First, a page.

The Time of the French in North America
As the English, Spanish and Dutch began to explore and claim parts of North America, Jacques Cartier began the French colonization of North American in 1534. By the 1720’s the colonies of Canada, Acadia, Hudson Bay, Newfoundland and Louisiana that made up New France were well established.
In Illinois the French colonists settled in the southwestern part of the state along the Mississippi River and created the towns of Prairie du Rocher, Kaskaskia, St. Philippe, and Cahokia. A French official described the area:
"This country is one of the most beautiful in all Louisiana. Every kind of grain and vegetables are produced here in the greatest abundance .... they have, also, large numbers of oxen, cows, sheep, etc., upon the prairies. Poultry is abundant, and fish plentiful. So that, in fact, they lack none of the necessaries or conveniences of life.”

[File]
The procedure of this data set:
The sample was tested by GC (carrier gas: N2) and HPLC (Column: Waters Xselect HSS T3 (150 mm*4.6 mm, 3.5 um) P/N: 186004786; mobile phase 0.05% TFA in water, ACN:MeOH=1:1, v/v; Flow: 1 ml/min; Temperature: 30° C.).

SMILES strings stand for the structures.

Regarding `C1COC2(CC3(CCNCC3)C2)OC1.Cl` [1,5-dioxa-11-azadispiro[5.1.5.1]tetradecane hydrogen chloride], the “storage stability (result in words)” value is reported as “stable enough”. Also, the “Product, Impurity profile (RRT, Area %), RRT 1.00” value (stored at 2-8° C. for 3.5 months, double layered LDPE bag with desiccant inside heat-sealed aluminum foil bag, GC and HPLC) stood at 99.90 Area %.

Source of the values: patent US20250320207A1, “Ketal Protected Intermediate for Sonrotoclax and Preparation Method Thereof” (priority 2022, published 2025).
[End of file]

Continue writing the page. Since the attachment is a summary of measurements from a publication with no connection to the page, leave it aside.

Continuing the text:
In 1750 the village of Kaskaskia counted over 1,000 French residents.
The British triumph in 1763 over the French in the North American theater of the Seven Year’s War ended the French dream of dominating North America. The French and Indian War left the French residents of Lower and Upper Louisiana (which included Illinois) with a tough choice: submit to British rule or cross into Spanish territory on the west side of the Mississippi and rebuild their lives there.
While many French people moved across the river and built the towns of Ste. Genevieve and St. Louis in Missouri, evidence of the time of the French in Illinois is seen now in the French names of these early river towns in southwestern Illinois and in the French names on the tombstones in those town’s old cemeteries.
Click on the links below to explore the time of the French in Illinois & Chicago